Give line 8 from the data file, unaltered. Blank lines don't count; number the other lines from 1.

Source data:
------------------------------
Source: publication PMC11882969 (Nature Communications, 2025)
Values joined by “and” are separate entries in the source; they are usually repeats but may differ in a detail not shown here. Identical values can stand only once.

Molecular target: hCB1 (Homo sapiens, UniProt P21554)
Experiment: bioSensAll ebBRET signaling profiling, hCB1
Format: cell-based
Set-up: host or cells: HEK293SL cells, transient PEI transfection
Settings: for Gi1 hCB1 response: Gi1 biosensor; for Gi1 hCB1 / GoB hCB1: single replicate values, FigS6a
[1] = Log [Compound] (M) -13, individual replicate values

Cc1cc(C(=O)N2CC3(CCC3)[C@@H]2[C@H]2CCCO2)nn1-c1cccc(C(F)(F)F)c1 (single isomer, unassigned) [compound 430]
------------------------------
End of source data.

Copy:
[1] = Log [Compound] (M) -13, individual replicate values